Do you use square containers in the microwave? Don’t do that. You see, the corners attract more energy and it tends to leave the food in the corners overcooked. I learned this while researching a new feature I’m planning for B100.FM. But I HATE the term “hacks” being used for everything. Why and where did that start happening? What is the simpler, user-friendly way to say “here’s an interesting little fact, presented in a friendly manner, that could make your life easier?” But in much fewer words. I can’t start my project until someone suggests a usable title. PLUS–now I have to know where this silly ‘hack’ term came from. Here’s what I’ve learned so far…
MapHappy suggests we can all consider this definition of a hack: “a usually creative solution to a computer hardware or programming problem or limitation,” OR if you take a what some might consider a small leap, “a writer or journalist producing dull, unoriginal work.”
A while back, in an article for GQ, Howie Kahn wrote, “Tech writer Danny O’Brien used the term life hack (back in 2003) to describe how programmers were creating shortcuts to make their daily lives more efficient. What started as geek-speak went viral soon after with the launch of YouTube, which gave anyone with any hack a platform to make the idiotic into an infomercial. But while it’s one thing to find solutions to actual problems, it’s another to act like an innovator because you’re able to open canned tuna without a can opener (this video, by CrazyRussianHacker, has nearly 26 million views). In its current state, life-hacking is mostly about rigging ever-more-mundane objects for amusement. The term is devalued. “It’s a scary thing. We have an environment today in which people use unverified sources of data with great abandon,” says the retired astronaut Ken Mattingly. “It’s easy to confuse hype with good ideas.” If you don’t recognize the name, Mattingly, portrayed in the movie Apollo 13 by Gary Sinise, played a major role in what could be (but luckily isn’t) called one of history’s great hacks. Left behind on terra firma, he helped jury-rig equipment to return the crippled spacecraft to Earth after an oxygen tank exploded, severely limiting the power, navigation, and air-filtration systems. Mattingly preaches “constant preparation” (instead of “hacking”.)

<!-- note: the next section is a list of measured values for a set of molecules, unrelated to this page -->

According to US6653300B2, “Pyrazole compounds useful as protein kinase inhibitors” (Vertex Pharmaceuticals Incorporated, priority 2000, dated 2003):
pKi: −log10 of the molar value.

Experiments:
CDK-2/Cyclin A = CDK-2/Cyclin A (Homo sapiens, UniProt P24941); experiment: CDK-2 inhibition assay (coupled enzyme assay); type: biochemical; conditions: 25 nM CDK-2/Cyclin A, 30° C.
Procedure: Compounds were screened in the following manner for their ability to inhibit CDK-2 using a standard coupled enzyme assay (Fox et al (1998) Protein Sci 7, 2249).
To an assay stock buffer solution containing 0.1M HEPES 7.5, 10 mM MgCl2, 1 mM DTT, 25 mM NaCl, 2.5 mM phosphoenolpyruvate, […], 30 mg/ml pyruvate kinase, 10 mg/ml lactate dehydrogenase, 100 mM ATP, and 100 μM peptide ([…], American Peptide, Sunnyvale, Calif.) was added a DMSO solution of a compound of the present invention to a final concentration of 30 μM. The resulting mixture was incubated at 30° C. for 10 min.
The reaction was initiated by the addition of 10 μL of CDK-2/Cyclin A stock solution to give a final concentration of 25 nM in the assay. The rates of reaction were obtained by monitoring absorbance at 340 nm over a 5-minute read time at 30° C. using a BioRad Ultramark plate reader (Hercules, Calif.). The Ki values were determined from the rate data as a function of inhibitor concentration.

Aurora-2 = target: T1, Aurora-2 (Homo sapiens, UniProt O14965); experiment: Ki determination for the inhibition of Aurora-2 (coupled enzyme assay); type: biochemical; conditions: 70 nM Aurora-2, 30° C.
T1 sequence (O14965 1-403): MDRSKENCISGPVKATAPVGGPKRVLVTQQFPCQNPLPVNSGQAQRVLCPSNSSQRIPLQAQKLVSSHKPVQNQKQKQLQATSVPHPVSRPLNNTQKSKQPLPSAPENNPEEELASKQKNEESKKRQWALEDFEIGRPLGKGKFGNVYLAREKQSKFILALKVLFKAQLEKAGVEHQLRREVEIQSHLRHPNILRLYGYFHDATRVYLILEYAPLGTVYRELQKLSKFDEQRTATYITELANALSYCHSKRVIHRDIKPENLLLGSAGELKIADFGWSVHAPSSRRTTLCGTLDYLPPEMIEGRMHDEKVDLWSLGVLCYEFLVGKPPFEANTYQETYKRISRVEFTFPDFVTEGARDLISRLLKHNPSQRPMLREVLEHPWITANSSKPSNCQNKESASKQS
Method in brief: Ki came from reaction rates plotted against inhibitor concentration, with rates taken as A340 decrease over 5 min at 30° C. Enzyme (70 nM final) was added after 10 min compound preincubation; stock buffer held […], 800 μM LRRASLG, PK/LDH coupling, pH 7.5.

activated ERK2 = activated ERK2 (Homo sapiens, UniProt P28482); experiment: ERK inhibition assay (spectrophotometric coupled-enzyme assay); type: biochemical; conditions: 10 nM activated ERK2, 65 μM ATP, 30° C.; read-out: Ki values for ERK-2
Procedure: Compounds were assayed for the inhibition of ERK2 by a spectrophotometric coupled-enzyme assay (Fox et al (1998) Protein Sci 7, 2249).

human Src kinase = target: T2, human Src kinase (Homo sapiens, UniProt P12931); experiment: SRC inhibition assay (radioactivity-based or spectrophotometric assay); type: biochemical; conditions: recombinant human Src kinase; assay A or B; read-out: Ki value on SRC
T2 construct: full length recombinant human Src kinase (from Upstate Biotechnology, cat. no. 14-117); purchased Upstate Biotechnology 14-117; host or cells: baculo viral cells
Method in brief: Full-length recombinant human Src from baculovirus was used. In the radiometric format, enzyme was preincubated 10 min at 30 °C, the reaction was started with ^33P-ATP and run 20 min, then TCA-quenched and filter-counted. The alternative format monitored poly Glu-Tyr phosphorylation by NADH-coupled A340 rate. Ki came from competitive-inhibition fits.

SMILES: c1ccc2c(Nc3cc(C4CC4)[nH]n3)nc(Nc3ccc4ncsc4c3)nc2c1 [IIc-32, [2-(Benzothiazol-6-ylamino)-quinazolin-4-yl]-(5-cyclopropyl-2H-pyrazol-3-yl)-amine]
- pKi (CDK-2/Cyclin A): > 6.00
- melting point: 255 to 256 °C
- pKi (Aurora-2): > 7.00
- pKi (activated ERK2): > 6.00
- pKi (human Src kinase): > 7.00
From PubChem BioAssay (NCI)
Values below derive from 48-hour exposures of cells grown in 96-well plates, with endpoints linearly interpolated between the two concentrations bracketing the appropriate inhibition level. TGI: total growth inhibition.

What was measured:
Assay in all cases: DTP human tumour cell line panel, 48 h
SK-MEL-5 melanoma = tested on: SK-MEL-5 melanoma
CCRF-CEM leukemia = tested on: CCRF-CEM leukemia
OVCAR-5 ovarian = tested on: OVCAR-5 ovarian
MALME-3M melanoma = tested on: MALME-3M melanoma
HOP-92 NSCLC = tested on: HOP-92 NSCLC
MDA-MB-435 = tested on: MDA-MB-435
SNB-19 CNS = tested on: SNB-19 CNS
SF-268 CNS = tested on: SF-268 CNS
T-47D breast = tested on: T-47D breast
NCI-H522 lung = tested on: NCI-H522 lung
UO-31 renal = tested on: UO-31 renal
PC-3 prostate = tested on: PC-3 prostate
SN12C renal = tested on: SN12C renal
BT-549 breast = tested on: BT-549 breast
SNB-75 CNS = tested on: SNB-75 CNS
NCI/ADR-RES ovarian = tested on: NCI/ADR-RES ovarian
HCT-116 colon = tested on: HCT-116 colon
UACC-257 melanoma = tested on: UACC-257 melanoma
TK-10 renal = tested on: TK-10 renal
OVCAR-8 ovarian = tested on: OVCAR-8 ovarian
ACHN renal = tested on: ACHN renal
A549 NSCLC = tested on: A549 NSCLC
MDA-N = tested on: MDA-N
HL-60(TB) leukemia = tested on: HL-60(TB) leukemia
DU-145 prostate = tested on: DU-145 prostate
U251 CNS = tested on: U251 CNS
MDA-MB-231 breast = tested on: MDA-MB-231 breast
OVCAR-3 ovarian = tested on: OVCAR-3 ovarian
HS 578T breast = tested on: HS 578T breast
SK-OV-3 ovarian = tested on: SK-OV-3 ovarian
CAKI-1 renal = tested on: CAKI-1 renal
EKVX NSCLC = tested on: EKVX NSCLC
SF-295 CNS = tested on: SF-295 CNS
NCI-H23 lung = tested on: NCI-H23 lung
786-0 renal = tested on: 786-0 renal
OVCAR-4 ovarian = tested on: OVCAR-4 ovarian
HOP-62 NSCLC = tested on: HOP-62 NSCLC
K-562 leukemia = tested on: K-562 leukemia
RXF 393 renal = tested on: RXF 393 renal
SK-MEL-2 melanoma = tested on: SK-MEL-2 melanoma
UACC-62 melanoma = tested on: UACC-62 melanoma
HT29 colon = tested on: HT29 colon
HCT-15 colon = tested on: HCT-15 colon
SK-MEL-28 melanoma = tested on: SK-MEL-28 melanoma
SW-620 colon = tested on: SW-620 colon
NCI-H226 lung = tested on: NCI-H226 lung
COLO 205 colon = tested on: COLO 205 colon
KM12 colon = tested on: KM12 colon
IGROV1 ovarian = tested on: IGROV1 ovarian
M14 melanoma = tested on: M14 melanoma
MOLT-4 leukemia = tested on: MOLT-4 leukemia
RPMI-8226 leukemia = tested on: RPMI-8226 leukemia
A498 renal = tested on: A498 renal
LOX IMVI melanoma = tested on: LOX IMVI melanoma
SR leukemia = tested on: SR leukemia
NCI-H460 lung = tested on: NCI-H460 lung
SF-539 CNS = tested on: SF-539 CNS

Meanwhile, the extreme geeky ZDNet over explained in a story using an actual case of re-wording by numerous publications, that, “Not all disclosures of data are the same. A hack may lead to a breach, but a leak isn’t a hack, nor does a breach always lead to a leak.” Uh huh, that’s taken completely out of context but actually, it makes sense if you want to read the article here.
Finally, TamTams says, “Yes, I am aware that language changes and molds according to the times. I still find it unreasonably stupid to say that you’re “hacking” Disneyland by standing in a good spot to see fireworks.” Now, please share your ideas for my B100.FM future feature, in the comments?